Succeeding in life and in work means countering defeatist attitudes all the time – in yourself and in others. Someone always has a reason why the project will fail or the event fall flat. I usually have 3 or 4 reasons floating around in my head during meetings. Sometimes those thoughts are important to bring up – you need critical insights to make the ideas the best they can be. But you have to approach challenges with optimism – with a vision of what can be, and a realization that the possibility of failure is never a reason not to try.


3. Heroic saves require heroic follow-ups


One of the aspects of tennis that makes it so fun is that I’m the only one responsible for returning the ball. I love the thrill of returning a ball that I never thought I could return – the one that lands just inside the net on the opposite side of the court. I’ve hurtled myself at those volleys and hit the ball with the edge of the racket, falling down in the process, to have the ball miraculously go in. But there’s only one problem: I’m on the ground. And my opponent isn’t. Unless I can get up and return the next hit, my heroics were in vain because I’ve lost the point.


Sometimes projects require you and your team to exert heroic effort. The client’s demanding something right now, so you drop everything to make it happen. But you can’t pat yourself on the back and go out for pizza too quickly. What balls did you and your team drop in the process of throwing yourself into one project? Always be aware of the need to follow up quickly with clients and projects you’ve neglected.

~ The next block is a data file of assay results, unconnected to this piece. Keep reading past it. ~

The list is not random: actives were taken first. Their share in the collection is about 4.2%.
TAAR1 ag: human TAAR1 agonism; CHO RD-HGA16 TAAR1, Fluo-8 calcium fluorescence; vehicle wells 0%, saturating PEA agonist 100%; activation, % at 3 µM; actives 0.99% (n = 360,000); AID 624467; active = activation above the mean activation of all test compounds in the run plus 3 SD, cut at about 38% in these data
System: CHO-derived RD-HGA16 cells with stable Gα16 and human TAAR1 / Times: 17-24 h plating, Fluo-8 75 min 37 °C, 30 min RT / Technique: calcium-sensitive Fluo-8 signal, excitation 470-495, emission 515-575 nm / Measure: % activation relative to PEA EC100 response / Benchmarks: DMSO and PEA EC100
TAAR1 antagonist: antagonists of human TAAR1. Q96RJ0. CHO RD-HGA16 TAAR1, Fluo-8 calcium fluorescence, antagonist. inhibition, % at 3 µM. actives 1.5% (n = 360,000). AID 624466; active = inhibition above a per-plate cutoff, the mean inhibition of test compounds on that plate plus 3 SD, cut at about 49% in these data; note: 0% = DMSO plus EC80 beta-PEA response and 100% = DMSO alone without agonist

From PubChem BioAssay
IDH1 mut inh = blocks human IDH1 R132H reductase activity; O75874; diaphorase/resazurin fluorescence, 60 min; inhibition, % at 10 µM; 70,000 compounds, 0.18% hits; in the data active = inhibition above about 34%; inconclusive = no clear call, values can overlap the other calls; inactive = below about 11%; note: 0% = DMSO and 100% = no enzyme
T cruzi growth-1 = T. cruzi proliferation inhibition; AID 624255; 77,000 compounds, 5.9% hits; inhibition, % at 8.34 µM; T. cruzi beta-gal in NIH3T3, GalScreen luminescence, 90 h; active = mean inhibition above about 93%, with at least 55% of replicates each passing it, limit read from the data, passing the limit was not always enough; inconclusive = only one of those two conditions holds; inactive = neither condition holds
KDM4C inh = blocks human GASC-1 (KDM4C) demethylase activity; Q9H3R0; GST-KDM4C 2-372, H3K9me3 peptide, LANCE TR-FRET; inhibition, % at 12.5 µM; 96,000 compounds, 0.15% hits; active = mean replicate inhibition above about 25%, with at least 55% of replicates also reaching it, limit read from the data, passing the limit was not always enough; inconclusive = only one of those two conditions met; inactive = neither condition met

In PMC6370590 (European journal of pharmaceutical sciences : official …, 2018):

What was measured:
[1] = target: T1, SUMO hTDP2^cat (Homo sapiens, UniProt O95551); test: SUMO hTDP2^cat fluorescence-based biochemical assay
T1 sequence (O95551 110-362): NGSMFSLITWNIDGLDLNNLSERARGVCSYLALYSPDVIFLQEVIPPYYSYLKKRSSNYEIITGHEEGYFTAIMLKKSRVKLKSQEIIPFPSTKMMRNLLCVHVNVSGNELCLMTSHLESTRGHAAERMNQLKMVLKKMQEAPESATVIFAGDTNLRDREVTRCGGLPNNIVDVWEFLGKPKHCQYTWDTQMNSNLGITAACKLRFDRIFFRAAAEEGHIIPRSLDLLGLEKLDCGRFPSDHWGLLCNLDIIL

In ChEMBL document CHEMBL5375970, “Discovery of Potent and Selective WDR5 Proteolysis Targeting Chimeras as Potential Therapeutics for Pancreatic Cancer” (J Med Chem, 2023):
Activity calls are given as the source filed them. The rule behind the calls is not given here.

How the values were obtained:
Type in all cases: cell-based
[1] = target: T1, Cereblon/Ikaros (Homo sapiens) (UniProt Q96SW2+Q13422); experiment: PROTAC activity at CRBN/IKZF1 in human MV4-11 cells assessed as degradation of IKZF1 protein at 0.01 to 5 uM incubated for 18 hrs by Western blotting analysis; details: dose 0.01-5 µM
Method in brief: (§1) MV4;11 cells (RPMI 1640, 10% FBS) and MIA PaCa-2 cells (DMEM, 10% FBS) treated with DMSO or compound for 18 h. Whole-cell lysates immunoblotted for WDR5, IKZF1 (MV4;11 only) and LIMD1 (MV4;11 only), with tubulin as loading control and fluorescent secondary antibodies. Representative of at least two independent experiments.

4. Make the good returns even when it doesn’t matter


New tennis players like us are constantly missing the box on serves and returns. But instead of letting those balls go, I resolved to try to make good returns even when ball was out of bounds. Why? Because I always want to be mentally prepared to do whatever it takes to make the return. Even a split second of asking, “Is it going to be in or out?” can make the difference in whether I make a solid effort toward returning it. Additionally, returning bad serves is great practice at returning excellent, just in-bounds hits in the future.


Don’t let yourself relax on projects that don’t seem to matter. Sometimes you’ll get assigned projects that don’t seem to matter as much as what your coworkers were working on. Maybe you’re writing short stories for websites and brochures that few people are going to see, or conducting interviews you might not use and meetings that end up being pointless. But resolve to give those projects everything you have, no hesitation. Learn important skills through those experiences. As you get to work on bigger projects, the same mentality will serve you well.


To chat with Branch Creative Network about your brand, business goals or backhand, find us on Facebook, Twitter and Instagram or contact us here.

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Valerie Francia

Marketing Specialist. Passionate about precise wording, clear communication, and helping businesses find their voice online. Find me on Twitter @valeriefrancia